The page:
Thin film electronic materials such as CrO2, FeSe and La2CuO4 find fascinating
applications in modern spintronic and SQUID devices, besides immense interest from
the fundamental physics point of view. Though the conventional thin film methods such
as the chemical vapor deposition (CVD), pulse vapor deposition (PLD) etc possess
inherent advantages, they also pose several short comings such as complex
instrumentation, high cost, and limitations in stabilizing certain phases.
Yet another very interesting challenge in materials science comes from nanoscopic
inhomogeneities. Limitations to material properties and performance are not imposed
merely by the selection rules. For instance though quantum mechanics poses no
hindrance to room temperature Tc in the cuprate superconductors, nanoscopic
inhomogeneities lead to competing orders and pull down the Tc to liquid nitrogen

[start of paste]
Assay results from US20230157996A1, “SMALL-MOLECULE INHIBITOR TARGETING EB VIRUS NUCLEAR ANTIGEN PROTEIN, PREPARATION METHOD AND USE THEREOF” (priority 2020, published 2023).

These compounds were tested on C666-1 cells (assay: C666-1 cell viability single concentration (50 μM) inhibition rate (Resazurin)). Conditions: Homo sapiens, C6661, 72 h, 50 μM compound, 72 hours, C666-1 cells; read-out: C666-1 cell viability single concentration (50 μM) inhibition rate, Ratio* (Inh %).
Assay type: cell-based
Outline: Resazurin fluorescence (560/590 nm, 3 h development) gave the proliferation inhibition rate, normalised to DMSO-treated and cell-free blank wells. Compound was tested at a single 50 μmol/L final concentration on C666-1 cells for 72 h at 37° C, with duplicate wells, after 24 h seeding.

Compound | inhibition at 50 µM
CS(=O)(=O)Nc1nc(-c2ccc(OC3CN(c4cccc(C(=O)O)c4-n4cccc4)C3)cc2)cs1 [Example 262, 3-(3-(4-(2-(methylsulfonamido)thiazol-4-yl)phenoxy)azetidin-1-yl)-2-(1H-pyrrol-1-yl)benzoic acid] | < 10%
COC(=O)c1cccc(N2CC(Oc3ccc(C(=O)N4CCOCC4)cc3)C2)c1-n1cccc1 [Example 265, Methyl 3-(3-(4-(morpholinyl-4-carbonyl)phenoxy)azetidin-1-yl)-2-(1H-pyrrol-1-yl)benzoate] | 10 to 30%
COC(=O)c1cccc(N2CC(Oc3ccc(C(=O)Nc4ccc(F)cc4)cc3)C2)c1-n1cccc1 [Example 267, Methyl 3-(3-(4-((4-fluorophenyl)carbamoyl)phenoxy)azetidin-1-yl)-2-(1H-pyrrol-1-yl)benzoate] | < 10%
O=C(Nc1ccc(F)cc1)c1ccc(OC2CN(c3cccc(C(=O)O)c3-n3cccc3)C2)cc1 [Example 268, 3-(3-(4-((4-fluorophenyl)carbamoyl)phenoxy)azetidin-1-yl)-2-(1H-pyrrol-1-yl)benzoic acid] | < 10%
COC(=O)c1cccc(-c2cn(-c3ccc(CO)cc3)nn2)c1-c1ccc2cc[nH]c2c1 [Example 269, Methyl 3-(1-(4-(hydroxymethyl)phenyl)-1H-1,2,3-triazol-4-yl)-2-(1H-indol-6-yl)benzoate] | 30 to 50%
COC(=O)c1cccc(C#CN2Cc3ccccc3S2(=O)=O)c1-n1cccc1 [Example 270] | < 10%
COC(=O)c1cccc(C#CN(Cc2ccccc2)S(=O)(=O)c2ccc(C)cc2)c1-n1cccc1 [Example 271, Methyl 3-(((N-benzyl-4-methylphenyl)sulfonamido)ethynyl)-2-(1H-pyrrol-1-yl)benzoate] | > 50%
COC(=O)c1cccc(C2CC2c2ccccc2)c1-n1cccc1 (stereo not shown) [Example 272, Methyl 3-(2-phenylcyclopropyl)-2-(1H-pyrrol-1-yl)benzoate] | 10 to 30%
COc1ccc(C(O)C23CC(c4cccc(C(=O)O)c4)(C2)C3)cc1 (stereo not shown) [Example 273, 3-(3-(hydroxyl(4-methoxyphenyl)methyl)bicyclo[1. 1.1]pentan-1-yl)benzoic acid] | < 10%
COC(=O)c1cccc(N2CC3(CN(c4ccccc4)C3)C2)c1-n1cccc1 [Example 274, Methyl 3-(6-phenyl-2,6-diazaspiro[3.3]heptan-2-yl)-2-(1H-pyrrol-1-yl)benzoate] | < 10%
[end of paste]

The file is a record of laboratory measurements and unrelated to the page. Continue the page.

temperature (LNT). Thus cuprate superconductors can rightly be called as 'failed room
Solutions to these problems can be sought from electrochemistry. By monitoring two control parameters a) voltage and b) the pH it will be possible to electrochemically form and stabilize a required phase within the conceptual framework of pourbaix diagram (voltage vs pH plot). For instance, from the pourbaix diagram for Chromium in aqueous solutions (Fig. 1) it can be seen that there is a small island where CrO2 is stable. Thus, through a proper control of potential and pH, the electrochemical route promises to offer an easy and cheap yet credible possibilities for forming thin films of oxides such as CrO2 , CuO , and also chalcogenides such as FeS, FeSe etc. on metals, with controlled thickness.
Also, using the same electrochemical control parameters it will be possible to precisely tune the stoichiometry and nanoscopic inhomogeneities under the conceptual framework of defect clustering physics.
In this talk we will discuss about the pourbaix diagrams and the underlying electrochemical principles. We will also briefly outline our ongoing work at IMSc on defect clustering physics.